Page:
Costa Rica Beer Review

[Costa Rica flag]

[Bavaria label] Visibility zero, ceiling unknown, altimeter 200 feet and dropping. The rain which pounded the windows of the tiny plane had submerged our primary landing strip, a grassy patch in the town of Tortugerro just south of the Nicaraguan border. Our alternate field was an asphalt strip somewhere north of the flooded coastal city of Limón. Suddenly the tree tops came into view. Good news-we were still over land and we hadn't run into the central mountain range. Bad news-the pilot yelled in Spanish into the mic "I don't recognize anything, I don't know where I am." The response from the radio came back, "when you get to the ocean turn left." I wondered if this was the Latin American version of Visual Flight Rules. As the coastline appeared the panic began to slowly fade from the young pilot's face. The white-knuckled grips of the passengers however didn't weaken as the runway came into view; rain-soaked, 800 feet long and barely 10 feet wide.

[Pilzen label] The ground journey was no less thrilling, nearly two hours by river in rain slickers with the precipitation arriving more horizontally than vertically. When our final destination, the Tortugerro Lodge, came into view my first thought was that they better not be serving only light beer. As the young manager greeted us my expression must have conveyed my immediate wish, he handed me a cold bottle of Costa Rica's finest. From Cervercería Costa Rica, the Imperial at 4% Alcohol By Weight (ABW) was a clear straw color, well carbonated, and offered a light hop flavor and very even balance.

[Imperial label] The Atlas Bar at Avenida 4, Calle 4-6 in the capital city of San José offered a unique atmosphere. Here you'll find an indoor biergarten nestled between the busy street front, a dark back bar, and two all-night discos. Menus were in Spanish and English and the light food was both spicy and tasty. Served in ceramic mugs, the Tropical at 3.9% ABW had a profile of light hop aroma, light smooth body, and a very light hop flavor which left no aftertaste. The Pilzen at 4.5% ABW was also light-bodied and carbonated but had a hop flavor which started strong then finished subdued. The Bavaria, at 4% ABW was, surprise, light-bodied and packed a pronounced malt over hop flavor. Prices were reasonable at 80 Colones per bottle (40¢). The brewed under license canned Guinness and Heineken were untried.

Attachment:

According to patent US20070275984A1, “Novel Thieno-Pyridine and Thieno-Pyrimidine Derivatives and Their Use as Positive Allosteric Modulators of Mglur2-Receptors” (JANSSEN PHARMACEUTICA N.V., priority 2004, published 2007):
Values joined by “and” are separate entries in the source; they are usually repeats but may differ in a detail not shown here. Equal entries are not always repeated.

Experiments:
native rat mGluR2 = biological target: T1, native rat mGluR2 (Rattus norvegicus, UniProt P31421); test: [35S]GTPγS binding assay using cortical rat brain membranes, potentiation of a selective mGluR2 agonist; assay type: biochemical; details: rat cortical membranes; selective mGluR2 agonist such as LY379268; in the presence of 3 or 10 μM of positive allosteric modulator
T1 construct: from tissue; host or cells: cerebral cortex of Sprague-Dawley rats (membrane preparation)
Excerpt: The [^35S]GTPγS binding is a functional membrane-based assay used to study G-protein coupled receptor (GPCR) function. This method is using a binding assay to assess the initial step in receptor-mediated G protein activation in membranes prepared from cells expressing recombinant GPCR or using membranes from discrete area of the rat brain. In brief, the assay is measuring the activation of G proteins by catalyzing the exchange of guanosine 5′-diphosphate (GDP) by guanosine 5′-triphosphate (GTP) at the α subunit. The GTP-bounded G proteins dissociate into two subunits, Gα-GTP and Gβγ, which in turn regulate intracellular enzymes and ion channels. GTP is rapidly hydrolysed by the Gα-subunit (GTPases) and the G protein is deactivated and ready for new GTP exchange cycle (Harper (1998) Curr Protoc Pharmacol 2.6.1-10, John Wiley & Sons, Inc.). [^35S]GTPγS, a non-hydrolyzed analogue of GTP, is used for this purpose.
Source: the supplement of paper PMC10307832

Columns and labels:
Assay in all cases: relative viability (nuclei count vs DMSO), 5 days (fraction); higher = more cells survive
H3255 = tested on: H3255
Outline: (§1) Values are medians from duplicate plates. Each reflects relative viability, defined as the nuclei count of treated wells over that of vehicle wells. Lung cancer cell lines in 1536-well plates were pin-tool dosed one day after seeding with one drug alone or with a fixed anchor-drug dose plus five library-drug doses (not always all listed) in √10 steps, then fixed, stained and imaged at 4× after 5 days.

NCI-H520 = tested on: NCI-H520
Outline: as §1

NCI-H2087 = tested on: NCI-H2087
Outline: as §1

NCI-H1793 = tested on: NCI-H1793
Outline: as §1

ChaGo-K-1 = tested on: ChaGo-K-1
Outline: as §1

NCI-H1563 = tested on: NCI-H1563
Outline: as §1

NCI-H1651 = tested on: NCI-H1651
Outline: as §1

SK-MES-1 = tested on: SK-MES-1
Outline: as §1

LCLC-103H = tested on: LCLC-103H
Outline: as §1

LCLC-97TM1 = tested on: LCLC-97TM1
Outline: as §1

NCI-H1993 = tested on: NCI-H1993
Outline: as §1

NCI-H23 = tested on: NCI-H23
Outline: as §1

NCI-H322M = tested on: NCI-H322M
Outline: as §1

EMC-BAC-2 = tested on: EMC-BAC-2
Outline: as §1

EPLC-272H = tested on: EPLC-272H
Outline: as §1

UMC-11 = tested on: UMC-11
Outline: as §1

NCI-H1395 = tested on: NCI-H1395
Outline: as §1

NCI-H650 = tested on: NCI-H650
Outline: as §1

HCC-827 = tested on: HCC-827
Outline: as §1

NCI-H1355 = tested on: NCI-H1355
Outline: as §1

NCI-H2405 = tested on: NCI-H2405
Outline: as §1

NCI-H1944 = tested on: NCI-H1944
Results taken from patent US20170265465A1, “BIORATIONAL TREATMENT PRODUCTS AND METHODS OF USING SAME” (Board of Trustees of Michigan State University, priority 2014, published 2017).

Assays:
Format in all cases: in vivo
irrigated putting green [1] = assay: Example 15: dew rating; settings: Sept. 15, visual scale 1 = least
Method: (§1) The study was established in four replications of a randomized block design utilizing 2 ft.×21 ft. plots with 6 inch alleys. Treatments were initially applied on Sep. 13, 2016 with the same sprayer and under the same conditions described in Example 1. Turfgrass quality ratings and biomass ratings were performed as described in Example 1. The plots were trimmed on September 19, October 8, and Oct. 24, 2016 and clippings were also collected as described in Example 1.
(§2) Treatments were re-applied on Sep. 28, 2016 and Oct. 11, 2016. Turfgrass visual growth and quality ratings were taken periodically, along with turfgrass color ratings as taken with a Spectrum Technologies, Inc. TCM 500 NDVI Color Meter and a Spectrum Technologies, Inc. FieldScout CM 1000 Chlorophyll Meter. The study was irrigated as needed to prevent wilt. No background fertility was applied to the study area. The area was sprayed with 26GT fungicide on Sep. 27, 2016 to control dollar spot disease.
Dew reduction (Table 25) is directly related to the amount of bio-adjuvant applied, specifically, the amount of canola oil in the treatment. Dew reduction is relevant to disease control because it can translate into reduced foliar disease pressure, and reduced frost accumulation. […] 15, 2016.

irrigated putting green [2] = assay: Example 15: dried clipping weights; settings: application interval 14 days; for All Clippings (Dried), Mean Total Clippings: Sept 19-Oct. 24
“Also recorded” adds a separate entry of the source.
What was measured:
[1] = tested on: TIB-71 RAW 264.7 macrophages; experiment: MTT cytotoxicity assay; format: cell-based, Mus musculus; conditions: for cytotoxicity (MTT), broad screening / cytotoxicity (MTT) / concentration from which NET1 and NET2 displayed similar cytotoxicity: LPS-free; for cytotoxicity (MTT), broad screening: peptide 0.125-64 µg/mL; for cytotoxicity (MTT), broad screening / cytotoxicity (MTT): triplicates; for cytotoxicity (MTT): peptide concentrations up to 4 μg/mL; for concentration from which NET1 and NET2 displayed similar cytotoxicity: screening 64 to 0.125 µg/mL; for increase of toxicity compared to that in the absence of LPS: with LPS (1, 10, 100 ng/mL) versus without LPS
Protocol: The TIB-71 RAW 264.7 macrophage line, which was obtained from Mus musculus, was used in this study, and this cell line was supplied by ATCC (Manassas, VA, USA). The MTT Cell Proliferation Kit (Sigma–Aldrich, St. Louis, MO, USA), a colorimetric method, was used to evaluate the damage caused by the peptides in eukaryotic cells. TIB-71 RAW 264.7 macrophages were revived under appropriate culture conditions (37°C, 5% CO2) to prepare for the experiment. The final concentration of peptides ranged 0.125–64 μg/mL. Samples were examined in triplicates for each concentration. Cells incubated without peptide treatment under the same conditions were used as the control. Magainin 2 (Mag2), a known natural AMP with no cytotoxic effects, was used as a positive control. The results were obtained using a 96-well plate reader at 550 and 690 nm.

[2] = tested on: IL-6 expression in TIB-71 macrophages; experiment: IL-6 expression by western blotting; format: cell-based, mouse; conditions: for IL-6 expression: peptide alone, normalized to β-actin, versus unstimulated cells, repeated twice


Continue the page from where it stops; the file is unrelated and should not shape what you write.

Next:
[Tropical label] Having the nation's beer industry dominated by COKE (Cervecería Costa Rica) and PEPSI (Cervecería Tropical) might make for some interesting "Beer Wars" commercials however these two multinationals appear content putting their money into buying up the channels of distribution rather than advertising.

Reviewed by Tom Ciccateri - November, 1995

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